In 2013, Texas passed one of the strictest abortion restrictions in the US. What has happened since, as this GIF from Molly Redden at Mother Jones shows, is a massive wave of clinic closings. Before the law passed, the state had 40 abortion clinics. Right now, there are 21 clinics in operation. But that number could drop to 6 in September, when a new wave of regulations takes effect.
In other words: Texas could have 85 percent fewer abortion clinics than it did three years ago.
The 2013 Texas law was the one that state Sen. Wendy Davis famously (and unsuccessfully) filibustered. That law had three main restrictions. It banned abortions after 20 weeks, as nearly a dozen other states have also done in recent years. Clinics are also required, beginning in September, to be certified as ambulatory surgical centers, and abortion doctors must have admitting privileges at a hospital within 30 miles.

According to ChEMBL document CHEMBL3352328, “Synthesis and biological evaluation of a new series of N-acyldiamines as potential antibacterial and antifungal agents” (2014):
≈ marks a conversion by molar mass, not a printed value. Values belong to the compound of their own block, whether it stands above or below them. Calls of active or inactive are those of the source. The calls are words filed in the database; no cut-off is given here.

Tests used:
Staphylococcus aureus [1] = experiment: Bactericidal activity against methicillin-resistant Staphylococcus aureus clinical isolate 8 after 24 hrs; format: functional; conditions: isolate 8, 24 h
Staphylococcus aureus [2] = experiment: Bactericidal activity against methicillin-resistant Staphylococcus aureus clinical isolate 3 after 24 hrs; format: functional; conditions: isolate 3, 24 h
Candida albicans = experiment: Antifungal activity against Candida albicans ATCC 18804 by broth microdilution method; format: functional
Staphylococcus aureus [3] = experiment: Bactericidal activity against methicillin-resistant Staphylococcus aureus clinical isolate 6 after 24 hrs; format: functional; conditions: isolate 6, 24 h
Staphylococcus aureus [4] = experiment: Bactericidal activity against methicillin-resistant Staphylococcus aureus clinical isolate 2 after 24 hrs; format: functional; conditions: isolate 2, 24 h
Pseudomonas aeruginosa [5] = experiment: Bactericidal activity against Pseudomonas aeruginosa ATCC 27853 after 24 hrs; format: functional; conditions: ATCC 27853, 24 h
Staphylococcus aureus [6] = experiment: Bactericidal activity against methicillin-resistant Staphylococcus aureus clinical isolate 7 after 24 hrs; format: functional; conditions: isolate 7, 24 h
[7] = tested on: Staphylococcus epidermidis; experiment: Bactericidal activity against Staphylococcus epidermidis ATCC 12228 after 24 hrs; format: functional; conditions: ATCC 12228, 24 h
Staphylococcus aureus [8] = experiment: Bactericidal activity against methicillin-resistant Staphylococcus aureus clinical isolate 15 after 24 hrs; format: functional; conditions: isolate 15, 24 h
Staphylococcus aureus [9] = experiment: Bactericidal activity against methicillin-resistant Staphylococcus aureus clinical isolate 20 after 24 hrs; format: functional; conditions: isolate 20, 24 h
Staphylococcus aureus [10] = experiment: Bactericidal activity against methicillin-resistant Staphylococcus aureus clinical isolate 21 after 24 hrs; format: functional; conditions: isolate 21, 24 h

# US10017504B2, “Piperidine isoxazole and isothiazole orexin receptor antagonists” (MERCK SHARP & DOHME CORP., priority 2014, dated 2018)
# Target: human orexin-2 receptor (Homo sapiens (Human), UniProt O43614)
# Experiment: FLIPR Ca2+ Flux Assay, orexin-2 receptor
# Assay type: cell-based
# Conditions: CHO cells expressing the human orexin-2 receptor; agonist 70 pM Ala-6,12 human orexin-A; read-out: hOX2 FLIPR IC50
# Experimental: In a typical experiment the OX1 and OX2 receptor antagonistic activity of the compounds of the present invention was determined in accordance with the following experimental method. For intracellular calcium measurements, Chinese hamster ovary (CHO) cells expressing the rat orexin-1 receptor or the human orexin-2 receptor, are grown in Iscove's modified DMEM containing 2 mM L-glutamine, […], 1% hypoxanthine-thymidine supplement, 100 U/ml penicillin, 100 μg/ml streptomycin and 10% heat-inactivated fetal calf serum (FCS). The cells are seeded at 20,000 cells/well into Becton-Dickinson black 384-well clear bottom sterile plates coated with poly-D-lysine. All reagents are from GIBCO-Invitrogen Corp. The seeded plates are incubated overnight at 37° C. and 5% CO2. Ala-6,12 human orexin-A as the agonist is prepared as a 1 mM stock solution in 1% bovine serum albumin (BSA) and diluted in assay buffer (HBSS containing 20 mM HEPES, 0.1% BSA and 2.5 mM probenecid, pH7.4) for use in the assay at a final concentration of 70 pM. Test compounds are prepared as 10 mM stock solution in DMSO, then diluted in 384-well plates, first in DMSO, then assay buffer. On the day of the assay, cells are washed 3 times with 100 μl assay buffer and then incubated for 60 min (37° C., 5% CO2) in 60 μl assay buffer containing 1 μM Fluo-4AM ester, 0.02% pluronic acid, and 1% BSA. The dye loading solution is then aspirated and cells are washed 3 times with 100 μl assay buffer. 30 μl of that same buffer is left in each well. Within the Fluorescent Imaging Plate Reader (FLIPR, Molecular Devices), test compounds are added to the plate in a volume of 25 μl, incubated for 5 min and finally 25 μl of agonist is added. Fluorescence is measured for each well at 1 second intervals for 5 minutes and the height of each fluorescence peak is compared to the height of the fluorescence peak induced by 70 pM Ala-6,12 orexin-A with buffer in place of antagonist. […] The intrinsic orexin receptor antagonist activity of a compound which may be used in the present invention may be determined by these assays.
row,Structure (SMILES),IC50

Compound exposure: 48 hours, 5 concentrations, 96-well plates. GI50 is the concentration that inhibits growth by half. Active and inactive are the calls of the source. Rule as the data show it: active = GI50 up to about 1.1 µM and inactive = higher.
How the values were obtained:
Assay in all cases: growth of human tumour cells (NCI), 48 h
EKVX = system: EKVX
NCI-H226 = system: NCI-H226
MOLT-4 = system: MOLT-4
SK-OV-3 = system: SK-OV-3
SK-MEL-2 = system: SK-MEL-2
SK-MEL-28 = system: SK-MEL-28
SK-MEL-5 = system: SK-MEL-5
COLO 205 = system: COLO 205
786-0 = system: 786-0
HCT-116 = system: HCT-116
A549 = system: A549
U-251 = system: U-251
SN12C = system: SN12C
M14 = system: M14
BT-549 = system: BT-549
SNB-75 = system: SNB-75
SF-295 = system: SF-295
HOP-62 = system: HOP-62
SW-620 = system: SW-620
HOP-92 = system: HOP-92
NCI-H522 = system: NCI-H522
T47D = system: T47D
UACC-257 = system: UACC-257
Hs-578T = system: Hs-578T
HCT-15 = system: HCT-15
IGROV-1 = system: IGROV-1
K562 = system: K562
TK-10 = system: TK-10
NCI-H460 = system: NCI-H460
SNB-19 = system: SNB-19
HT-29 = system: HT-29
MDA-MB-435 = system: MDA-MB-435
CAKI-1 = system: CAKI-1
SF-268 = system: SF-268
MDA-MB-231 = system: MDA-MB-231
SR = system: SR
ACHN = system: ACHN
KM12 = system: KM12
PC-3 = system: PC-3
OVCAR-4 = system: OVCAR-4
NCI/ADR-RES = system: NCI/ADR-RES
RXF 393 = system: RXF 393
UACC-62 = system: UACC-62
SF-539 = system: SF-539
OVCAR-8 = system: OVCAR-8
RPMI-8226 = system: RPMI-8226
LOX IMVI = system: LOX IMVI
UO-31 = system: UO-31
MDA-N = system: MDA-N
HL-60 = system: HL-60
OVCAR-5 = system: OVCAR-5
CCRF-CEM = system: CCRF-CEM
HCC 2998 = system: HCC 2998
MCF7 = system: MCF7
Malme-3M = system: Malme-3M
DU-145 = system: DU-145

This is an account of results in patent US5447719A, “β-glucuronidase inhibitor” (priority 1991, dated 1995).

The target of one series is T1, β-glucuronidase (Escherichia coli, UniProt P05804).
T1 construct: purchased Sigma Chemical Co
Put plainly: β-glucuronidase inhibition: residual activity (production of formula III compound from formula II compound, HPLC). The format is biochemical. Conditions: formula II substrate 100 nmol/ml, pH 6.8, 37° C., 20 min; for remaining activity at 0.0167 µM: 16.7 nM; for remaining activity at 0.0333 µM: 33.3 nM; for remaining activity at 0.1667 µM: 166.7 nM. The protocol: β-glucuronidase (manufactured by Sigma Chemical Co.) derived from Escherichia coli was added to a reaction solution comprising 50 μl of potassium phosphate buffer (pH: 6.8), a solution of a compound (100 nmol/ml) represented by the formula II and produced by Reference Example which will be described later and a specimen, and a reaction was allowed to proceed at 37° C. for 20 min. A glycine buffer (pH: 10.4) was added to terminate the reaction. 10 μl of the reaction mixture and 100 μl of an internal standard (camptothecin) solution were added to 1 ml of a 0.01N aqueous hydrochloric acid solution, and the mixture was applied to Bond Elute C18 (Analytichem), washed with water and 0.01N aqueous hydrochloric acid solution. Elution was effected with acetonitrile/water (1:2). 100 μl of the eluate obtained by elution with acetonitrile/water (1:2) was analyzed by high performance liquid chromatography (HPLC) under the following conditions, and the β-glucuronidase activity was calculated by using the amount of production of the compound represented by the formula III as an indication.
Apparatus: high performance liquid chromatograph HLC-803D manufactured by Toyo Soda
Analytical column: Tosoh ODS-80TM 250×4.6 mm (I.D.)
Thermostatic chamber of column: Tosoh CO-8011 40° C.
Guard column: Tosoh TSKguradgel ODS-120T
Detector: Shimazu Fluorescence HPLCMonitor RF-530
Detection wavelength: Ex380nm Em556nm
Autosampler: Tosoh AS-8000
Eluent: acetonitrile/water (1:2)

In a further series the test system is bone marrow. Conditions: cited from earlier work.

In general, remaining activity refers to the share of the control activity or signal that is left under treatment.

The law, House Bill 2, also puts new restrictions on how medical abortions (those done with a pill, rather than a surgical procedure) are administered in ways that require more visits to the clinic (you can read more about how that works here).
For many Texas clinics, these types of restrictions have proved too burdensome to comply with. "It's heartbreaking for us," Amy Hagstrom Miller, the chief executive of Whole Woman's Health, told the New York Times shortly after her clinic closed this May. "It's been a very difficult decision. I tried everything I can. I just can't keep the doors open."
Correction: An earlier version of this story misstated the year that House Bill 2 passed. It passed in 2013, not 2011.